Liam Fox's letter to David Cameron highlights tension within the Conservative party over plans to increase the amount of foreign aid Britain sends to developing countries.
In the letter, Dr Fox said he "cannot support the proposal in its current form". A source close to Dr Fox said this concern was about finding the best way of making this aim into law but various blogs and political commentators suggest that Liam Fox is simply representing the views of right-wing Conservatives in the party who oppose this 0.7% of national income target, preferring the money is spent in Britain.
The letter was leaked to The Times newspaper and raises Fox's concerns about the increase in overseas aid planned by the coalition government.
The government plans mean the amount of money spent abroad will rise by 34% this year from £7.8 billion to £11.5 billion.
The promise to spend 0.7% of national income on aid is an international aim introduced by the United Nations in the 1970s and various countries have adopted it since.
Comparing the target to budget cuts in other government departments, Fox said: "The bill could limit [the government's] ability to change its mind about the pace at which it reaches the target in order to direct more resources toward other activities."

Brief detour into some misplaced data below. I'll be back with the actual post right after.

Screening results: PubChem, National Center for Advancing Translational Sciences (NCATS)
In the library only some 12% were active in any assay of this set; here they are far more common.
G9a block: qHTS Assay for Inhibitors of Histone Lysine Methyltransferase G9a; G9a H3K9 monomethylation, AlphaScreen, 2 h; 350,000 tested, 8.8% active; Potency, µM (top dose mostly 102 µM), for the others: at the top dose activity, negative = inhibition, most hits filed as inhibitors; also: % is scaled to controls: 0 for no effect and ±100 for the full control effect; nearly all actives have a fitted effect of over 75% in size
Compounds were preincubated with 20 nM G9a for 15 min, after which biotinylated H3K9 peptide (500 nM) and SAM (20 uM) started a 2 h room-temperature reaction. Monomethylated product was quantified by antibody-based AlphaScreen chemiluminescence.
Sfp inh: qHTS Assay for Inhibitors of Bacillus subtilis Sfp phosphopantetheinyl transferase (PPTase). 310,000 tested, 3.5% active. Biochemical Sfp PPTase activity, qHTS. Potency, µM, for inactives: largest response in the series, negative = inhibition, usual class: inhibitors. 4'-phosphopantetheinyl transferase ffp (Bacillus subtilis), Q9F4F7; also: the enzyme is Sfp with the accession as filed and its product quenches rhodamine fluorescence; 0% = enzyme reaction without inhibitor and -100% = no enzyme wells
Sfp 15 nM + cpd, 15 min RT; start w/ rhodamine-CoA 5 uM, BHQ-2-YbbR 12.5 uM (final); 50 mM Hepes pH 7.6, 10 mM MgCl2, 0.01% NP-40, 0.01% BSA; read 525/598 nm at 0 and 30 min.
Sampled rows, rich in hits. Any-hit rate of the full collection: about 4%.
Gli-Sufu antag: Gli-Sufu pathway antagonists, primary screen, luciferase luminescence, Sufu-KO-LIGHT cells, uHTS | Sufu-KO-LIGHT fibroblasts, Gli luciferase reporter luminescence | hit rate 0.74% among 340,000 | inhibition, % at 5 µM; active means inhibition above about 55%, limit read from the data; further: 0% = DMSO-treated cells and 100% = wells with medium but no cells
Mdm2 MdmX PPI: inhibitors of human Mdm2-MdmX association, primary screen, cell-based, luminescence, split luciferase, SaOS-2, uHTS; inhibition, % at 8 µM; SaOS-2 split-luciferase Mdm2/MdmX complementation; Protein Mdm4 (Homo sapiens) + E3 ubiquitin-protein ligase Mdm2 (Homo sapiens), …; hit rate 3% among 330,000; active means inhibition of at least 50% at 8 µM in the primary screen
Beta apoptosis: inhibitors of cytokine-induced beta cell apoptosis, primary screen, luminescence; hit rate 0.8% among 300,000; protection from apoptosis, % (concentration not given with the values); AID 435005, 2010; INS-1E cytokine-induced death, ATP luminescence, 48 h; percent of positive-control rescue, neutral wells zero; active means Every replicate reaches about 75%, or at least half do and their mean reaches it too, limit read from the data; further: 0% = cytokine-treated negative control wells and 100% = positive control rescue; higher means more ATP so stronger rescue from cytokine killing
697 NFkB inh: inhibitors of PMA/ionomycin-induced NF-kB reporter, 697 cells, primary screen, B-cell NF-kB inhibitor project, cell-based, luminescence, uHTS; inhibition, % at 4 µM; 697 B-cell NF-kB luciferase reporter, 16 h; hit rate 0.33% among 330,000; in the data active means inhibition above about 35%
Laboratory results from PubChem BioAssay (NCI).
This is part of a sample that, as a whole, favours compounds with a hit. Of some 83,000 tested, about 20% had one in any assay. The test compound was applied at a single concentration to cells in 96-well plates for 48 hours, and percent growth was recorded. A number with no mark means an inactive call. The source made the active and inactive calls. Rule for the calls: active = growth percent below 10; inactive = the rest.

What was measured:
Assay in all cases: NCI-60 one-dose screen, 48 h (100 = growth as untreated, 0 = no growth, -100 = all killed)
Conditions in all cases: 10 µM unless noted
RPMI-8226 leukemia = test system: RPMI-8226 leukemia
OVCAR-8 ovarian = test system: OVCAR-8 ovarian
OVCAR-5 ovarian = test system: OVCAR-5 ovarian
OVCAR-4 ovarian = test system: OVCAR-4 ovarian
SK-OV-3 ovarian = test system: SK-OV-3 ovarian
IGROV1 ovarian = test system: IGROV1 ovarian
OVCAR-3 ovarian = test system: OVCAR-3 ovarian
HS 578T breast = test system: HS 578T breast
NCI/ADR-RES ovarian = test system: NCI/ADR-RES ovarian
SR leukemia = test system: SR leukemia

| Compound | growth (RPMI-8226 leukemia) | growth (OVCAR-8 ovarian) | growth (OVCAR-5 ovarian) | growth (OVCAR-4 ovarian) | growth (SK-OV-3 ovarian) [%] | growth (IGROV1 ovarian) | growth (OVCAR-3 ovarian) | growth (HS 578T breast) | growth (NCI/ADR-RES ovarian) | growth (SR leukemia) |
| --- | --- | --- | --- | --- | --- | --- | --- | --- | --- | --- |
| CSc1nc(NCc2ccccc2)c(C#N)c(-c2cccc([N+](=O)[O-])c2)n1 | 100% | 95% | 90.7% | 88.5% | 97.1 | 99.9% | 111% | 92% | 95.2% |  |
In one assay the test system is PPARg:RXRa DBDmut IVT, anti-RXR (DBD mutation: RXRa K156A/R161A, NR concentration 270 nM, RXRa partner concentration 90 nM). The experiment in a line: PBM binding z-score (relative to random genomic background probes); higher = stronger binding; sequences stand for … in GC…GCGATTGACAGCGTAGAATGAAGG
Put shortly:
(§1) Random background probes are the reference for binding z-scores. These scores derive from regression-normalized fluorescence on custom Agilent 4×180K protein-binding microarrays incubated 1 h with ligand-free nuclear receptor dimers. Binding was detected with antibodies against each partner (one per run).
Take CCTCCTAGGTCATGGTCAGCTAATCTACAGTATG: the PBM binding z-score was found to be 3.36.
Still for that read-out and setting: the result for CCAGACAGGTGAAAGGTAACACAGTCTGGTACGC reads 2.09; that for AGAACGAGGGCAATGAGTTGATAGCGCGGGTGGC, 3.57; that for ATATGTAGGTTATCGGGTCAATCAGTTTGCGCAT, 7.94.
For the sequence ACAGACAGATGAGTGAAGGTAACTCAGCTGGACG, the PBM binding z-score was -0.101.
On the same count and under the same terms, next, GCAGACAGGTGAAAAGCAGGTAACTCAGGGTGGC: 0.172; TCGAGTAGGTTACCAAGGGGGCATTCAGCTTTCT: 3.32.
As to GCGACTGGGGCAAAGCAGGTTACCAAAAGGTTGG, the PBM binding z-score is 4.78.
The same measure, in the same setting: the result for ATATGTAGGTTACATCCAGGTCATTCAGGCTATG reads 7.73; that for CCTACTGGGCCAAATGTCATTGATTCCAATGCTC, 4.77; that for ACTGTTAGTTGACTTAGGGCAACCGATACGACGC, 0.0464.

Fox's department, the Ministry of Defence is in line for an 8 percent cut in the government's budget and 15,000 Armed Forces positions will be lost over this parliament. Meanwhile the Department for International Development is one of only two departments in Whitehall who will see their budgets grow over the next four years.
Speaking on BBC Radio 4, their chief political correspondent Norman Smith suggested that Dr Fox is concerned that "the government is spending more on overseas aid when MPs are having to explain to constituents why libraries or Sure Start centres are having to close."
On his Conservative Home blog, Tim Montgomery says: "The Prime Minister knows that Dr Fox speaks for a large number of Conservatives on the aid budget (probably a majority). Number 10 won't back off from its international development commitment but it needs to do a better job of explaining why the 0.7% target matters.
James Kirkup goes further on his Telegraph newspaper blog, saying: "The Tory Right hates the aid pledge. Mr Cameron is personally proud of it. He considers it both morally and politically right, and almost relishes the task of bringing Conservatives around to his point of view. Dr Fox has put himself on the other side of this row from the Prime Minister, and in so doing flatly rejected his modernising agenda.
"Dr Fox and Mr Cameron don't get along and never have. Since they fought for the leadership in 2005, close observers say their relationship has been difficult, marked by suspicion and sporadic rows."